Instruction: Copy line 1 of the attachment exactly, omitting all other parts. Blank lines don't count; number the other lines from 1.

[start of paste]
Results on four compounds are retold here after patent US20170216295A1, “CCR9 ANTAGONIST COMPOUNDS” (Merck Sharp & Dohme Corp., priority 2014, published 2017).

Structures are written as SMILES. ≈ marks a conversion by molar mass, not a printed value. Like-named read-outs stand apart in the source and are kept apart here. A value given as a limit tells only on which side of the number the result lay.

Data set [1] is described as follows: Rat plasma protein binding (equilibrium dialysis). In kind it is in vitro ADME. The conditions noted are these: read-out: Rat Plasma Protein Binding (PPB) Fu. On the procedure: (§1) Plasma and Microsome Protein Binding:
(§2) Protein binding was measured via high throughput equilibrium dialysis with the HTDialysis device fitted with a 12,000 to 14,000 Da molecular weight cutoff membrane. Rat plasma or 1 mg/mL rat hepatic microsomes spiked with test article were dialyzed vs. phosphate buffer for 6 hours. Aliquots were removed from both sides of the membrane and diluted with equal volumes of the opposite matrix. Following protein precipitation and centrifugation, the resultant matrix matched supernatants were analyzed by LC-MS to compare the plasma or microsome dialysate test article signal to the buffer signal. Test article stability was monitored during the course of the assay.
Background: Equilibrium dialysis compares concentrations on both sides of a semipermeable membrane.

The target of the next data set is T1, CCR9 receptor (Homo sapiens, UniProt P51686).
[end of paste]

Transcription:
Results on four compounds are retold here after patent US20170216295A1, “CCR9 ANTAGONIST COMPOUNDS” (Merck Sharp & Dohme Corp., priority 2014, published 2017).